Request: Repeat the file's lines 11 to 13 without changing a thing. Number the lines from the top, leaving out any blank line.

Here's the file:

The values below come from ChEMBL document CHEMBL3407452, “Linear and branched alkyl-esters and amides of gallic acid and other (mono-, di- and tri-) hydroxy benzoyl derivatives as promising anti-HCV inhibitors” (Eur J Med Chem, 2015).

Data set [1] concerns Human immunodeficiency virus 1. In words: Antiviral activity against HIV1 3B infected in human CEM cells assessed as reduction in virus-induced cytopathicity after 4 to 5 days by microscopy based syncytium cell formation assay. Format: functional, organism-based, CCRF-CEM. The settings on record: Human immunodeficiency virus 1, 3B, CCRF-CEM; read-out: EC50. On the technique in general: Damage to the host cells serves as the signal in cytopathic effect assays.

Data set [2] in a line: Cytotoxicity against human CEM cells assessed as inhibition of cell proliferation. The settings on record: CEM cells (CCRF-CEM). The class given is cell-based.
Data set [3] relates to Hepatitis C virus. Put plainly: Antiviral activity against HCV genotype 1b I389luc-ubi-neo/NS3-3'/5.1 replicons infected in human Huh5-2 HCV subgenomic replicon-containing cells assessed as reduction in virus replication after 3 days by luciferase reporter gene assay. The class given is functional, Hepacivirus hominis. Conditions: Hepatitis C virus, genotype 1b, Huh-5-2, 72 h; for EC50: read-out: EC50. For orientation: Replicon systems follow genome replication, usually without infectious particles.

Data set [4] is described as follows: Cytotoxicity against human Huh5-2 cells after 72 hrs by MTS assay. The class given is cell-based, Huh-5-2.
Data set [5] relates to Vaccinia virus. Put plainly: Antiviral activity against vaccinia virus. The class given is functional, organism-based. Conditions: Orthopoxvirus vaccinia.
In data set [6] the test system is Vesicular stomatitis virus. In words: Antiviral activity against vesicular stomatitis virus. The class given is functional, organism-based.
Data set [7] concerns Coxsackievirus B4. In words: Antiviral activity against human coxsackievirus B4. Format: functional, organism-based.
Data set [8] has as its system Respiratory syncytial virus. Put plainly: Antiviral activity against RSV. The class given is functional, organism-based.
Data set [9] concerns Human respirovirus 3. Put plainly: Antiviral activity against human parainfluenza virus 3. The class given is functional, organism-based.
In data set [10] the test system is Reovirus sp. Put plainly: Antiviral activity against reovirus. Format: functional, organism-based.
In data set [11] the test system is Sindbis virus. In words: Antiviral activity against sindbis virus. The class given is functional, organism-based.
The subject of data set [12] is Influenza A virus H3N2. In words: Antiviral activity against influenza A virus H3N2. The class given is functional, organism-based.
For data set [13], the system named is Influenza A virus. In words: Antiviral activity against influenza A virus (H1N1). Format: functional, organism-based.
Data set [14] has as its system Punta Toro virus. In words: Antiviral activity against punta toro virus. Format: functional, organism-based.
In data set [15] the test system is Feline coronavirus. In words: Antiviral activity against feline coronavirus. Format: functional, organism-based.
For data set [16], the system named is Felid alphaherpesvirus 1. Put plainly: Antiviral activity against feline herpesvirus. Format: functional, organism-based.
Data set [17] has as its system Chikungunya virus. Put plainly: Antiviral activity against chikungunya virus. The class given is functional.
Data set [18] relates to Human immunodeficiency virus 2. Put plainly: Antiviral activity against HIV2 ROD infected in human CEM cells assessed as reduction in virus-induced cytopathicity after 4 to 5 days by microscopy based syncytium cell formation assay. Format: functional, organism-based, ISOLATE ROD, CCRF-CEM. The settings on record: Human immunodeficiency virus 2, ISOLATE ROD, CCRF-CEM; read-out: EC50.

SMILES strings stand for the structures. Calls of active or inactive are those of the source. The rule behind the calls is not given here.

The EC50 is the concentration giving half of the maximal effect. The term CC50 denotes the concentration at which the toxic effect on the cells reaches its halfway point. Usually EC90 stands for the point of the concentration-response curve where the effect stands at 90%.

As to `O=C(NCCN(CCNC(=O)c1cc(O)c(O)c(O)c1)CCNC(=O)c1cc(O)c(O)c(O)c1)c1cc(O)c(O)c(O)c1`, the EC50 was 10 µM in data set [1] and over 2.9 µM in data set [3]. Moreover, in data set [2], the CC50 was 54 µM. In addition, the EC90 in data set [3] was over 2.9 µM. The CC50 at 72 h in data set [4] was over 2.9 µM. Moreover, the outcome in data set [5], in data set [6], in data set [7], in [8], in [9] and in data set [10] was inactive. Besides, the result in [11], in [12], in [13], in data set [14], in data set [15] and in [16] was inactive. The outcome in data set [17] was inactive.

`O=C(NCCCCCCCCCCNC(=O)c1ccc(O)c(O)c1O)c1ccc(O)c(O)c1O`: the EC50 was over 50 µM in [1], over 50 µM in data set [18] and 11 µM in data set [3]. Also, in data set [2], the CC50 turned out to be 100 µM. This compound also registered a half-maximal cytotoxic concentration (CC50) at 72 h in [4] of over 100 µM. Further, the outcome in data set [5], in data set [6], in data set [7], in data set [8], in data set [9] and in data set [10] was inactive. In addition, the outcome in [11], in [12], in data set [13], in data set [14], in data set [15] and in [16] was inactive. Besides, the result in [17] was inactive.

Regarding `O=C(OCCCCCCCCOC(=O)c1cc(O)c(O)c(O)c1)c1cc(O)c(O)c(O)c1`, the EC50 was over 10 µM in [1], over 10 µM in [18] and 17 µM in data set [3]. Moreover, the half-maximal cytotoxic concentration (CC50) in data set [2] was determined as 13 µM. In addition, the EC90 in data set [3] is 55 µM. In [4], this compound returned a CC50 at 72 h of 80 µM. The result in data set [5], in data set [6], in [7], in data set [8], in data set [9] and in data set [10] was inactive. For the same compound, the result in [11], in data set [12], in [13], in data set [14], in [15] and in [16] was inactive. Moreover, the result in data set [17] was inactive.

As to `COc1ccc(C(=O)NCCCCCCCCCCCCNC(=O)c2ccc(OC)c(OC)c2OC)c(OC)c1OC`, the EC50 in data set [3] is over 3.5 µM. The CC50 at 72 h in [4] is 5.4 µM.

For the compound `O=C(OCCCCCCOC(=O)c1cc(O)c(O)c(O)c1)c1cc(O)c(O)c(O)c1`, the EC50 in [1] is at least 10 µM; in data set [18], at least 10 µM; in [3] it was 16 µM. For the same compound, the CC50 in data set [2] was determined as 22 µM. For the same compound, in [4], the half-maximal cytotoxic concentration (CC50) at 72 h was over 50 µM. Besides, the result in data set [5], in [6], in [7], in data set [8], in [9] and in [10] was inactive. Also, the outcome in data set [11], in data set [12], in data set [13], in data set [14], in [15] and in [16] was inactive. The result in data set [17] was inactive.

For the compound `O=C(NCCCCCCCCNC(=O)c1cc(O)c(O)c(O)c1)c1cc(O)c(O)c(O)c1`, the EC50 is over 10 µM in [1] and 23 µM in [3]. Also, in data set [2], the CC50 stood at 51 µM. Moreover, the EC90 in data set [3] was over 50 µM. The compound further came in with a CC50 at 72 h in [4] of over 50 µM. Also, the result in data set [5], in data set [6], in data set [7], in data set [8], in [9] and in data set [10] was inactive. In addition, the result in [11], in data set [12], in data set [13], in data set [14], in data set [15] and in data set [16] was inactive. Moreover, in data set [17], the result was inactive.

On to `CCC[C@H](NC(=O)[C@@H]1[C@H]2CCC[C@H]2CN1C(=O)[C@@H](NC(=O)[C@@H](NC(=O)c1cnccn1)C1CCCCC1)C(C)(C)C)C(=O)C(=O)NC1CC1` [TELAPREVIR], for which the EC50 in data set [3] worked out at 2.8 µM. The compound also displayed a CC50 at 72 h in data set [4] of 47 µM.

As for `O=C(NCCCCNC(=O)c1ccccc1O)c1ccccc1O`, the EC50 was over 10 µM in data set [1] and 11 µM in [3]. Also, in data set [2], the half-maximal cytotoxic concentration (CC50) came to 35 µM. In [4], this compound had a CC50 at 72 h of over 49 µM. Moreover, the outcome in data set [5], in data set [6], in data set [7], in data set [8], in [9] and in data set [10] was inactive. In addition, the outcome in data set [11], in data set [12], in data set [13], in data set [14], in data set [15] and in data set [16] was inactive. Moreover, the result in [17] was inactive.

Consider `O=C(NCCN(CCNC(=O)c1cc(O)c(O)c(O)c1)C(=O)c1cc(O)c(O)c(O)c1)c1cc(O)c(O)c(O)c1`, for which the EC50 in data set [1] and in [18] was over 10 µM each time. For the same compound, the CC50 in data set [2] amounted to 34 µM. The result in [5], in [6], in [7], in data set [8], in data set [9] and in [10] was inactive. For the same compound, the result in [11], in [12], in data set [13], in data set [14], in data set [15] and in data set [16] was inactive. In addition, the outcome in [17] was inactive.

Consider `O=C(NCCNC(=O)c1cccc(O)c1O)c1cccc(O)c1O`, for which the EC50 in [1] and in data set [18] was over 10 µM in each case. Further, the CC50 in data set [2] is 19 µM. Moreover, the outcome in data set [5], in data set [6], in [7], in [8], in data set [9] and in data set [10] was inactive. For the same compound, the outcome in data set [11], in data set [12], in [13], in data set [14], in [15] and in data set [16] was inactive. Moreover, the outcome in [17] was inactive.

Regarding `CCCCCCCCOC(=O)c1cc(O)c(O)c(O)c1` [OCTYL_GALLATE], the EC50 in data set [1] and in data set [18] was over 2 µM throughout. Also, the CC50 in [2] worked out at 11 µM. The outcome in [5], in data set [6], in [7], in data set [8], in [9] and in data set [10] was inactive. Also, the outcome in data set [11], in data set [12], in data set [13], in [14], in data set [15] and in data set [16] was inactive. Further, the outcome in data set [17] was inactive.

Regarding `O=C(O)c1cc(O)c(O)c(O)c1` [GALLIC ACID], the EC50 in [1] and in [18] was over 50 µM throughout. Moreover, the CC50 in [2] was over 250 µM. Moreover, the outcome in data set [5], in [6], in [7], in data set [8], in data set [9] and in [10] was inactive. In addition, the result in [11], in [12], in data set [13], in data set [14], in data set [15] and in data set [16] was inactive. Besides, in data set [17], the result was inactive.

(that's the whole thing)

In data set [10] the test system is Reovirus sp. Put plainly: Antiviral activity against reovirus. Format: functional, organism-based.
In data set [11] the test system is Sindbis virus. In words: Antiviral activity against sindbis virus. The class given is functional, organism-based.
The subject of data set [12] is Influenza A virus H3N2. In words: Antiviral activity against influenza A virus H3N2. The class given is functional, organism-based.